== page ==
Thursday, March 25, 2010

Mary Mary Quite Contrary

Grandpa Tony, my Sicilian grandfather was a produce man his entire life. He started out helping his own father deliver produce to his village in a horse drawn wagon. He and his family immigrated when he was young boy and settled in Portland. As a young man, he and two Italiano partners opened a produce store that maintains a storefront today--no longer a produce market, but the structure is still there.

When I was a child and Grandma and Grandpa came to visit, I was embarrassed to be seen with these people, my family, at the airport baggage claim--had they no cooth travelling with worn produce boxes wrapped in tattered cords? There was no escaping it. Today, I might follow an old Italian home for what that box contained--home grown citrus, tomatoes, and braids of garlic. The peppery salami was the piece de resistance and would become the subject of my dad getting schooled in the value and technique of the thinnest slices possible. The education came with plenty of tastes and no doubt a few icy brews along the way, not a bad trade.

Grandpa was the vegetable man and Grandma had gorgeous flower beds. So proud was she of those gardens, she posed with them and sent photos to us on a regular basis. I thought it curious. I also found it curious that my grandfather recorded the day's temperature everyday, probably for decades. My parents also had gardens, my interest in which was so minimal, I don't know which of them was the gardener or if it was a shared hobby. I suspect they manned their own plots. I do remember my mother announcing on a semi regular basis, or maybe just once, that all of the tomatoes and cucumbers in the evening salad were products of our own garden. Whatever, I wasn't impressed; seemed a little bitter if you asked me, but nobody ever did. I was a delightful child.

Vegetables became only slightly more interesting as I entered adulthood. Once I had my own house, non-vegetable related working in the yard became a relaxing hobby. I mostly tended what was already there, though once I tried to grow tulips--from bulbs. Did I mention that I like immediate gratification? Yeah, that, combined with my ineptitude as a gardener did not give me a bed of candy colored blooms by Easter, or ever, for that matter. First, I couldn't determine which end of the bulb was up, then I couldn't decide if I should plant them consistently, or just toss them in willy nilly and hope they would figure it the hell out. My anxiety over the whole matter became more and more clear when I made it my job to dig the damn things up every chance I had. Were they growing? Were the roots growing down and the sprouts up? What about the temperature and moisture level of the soil? Yeah, that didn't work out too well. Incidentally, I'm pretty sure I have some odd disability that turns images around in my befuddled brain, dyslexia you say? Maybe, but it doesn't happen so much with letters; tulip bulbs and turkey breasts, yes. The few times I have cooked a bird, the simple instruction to place the bird in the roasting pan breast side up has given me great pause. Perhaps my organic birds have not been pumped up to Pamela Anderson proportion, or maybe after I've manhandled the poor things in the sink, they're a tad misshapen, but still. Do you think it's typical to conjure the bird back on it's feet in order to figure out where it's chest is? Frankly that method isn't even fool proof, and the fact that they shove the chopped off neck in some random other cavity, is downright confusing, but I digress.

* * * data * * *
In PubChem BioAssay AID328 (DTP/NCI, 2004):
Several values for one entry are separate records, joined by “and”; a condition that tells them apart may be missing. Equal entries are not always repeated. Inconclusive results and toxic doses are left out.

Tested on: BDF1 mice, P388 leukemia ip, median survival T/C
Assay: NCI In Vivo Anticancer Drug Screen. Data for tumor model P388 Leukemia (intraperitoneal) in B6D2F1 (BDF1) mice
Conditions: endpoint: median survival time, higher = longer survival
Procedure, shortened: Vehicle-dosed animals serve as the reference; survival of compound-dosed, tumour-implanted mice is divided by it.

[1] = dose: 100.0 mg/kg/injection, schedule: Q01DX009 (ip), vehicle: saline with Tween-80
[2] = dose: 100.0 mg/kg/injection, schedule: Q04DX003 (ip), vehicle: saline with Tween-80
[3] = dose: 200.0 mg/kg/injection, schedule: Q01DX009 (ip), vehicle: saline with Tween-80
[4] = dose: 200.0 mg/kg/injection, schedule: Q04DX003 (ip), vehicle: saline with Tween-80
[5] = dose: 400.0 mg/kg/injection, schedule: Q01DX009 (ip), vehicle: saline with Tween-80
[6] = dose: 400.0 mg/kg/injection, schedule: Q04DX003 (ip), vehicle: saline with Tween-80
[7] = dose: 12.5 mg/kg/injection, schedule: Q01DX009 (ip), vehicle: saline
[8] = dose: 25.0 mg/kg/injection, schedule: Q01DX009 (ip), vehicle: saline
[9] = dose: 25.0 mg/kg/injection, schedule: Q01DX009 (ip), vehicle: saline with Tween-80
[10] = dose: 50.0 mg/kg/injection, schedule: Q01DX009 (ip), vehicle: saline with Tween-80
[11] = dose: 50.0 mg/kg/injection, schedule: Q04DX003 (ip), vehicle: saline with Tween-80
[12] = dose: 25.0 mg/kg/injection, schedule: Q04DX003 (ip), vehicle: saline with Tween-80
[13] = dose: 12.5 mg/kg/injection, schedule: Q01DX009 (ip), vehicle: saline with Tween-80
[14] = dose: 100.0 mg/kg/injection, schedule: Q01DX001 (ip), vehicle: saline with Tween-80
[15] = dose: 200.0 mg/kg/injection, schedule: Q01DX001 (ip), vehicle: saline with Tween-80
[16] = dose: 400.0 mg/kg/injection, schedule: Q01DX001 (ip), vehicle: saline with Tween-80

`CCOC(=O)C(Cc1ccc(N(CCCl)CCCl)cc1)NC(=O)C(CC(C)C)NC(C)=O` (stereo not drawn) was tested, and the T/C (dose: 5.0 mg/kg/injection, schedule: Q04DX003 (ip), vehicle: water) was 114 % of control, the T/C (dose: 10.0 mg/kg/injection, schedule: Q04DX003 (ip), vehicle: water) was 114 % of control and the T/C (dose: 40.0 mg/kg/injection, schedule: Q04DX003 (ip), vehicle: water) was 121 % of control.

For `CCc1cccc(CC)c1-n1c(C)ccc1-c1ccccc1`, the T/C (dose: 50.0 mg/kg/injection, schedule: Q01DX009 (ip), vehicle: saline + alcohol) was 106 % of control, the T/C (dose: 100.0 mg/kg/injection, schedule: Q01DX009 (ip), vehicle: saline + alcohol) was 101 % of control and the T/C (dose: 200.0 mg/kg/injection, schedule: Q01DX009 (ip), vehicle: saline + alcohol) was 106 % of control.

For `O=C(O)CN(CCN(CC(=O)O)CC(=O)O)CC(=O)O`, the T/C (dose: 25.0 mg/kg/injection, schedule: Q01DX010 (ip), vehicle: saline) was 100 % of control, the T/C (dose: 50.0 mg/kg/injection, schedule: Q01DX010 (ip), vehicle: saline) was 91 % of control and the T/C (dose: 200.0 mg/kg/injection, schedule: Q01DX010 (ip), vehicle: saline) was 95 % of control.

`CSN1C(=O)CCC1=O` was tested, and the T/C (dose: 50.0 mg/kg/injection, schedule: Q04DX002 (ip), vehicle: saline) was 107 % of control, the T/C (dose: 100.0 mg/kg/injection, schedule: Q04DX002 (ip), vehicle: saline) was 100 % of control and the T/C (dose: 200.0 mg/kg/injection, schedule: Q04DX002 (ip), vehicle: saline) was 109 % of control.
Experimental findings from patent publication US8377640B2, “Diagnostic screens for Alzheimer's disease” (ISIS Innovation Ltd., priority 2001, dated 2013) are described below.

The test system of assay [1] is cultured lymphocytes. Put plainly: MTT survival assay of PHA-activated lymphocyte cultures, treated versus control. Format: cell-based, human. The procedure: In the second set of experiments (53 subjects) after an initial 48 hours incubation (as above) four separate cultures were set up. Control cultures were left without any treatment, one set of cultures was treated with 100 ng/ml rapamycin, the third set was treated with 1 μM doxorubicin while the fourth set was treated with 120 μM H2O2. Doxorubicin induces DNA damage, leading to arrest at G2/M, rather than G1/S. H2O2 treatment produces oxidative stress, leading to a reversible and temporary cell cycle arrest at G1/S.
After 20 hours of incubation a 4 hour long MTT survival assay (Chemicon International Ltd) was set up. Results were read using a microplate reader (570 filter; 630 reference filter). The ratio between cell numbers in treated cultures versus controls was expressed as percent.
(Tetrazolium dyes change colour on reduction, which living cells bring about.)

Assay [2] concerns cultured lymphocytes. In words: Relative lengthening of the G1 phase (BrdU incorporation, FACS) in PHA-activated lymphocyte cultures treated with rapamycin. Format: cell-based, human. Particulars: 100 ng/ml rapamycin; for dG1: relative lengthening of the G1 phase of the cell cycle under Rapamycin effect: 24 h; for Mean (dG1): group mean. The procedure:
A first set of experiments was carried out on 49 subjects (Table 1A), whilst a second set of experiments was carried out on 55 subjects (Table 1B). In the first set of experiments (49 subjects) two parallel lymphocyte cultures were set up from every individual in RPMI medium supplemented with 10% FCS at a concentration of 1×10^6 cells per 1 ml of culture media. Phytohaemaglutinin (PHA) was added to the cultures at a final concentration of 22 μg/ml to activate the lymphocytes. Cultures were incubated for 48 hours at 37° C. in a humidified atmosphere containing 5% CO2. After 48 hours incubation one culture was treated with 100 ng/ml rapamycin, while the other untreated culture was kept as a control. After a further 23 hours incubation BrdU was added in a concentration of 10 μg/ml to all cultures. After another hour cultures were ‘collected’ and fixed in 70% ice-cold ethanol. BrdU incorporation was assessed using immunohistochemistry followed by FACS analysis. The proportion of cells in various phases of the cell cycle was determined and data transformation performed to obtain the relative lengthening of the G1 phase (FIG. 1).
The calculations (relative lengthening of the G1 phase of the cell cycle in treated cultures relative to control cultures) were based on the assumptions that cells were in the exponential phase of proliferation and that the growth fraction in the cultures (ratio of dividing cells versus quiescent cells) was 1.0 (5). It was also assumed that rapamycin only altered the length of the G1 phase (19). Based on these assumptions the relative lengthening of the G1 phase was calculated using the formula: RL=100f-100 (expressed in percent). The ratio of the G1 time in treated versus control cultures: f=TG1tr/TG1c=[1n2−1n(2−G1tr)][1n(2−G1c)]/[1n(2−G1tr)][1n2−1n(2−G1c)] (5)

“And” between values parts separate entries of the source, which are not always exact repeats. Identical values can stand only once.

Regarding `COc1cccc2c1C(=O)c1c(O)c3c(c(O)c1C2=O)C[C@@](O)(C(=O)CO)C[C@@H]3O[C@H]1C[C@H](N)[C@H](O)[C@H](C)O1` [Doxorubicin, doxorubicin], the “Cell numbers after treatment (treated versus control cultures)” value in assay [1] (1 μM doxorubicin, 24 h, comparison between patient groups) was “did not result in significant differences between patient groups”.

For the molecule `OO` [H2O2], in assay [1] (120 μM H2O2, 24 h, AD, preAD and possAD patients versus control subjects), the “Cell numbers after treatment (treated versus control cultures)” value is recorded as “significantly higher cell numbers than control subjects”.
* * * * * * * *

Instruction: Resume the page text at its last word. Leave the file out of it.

For Nathan's second birthday, my parents gave him all the accouterments for his very own garden. Tools, container, soil, plenty of seeds...the whole thing. We planted and tended this miniature plot and even saw sprouts come up. I didn't insist that he maintain the integrity of his garden and if he wanted to rake it all up, replant it a hundred times and water it fourteen gallons of water per day, that's what he did. He was two.

Three years later, Nathan and I were working in the teeny tiny bit of soil we have in our current back yard. We were pulling weeds and cleaning up his smidge of a gardening area. In and amongst a fist full of weeds I pulled up a little carrot leftover from the endeavor of years gone by. I may as well have found a winning lottery ticket or some such treasure, the excitement I had for this ordinary root. Let me just say that no carrot has tasted better, ever. From that point, it became my mission to plant a garden with the sincere goal of harvesting actual food from it. Recognizing my limitations, most of our crop is intended to grow above ground, lest I can't control myself to check the progress of the carrots before their time.

I may never get the fixin's for an entire dinner salad from our newly planted garden, but already, there are things growing; sweet things, crunchy things and savory things. If only I can get Nathan to quit eating all the basil and cilantro directly off the plants, we may have a chance yet.

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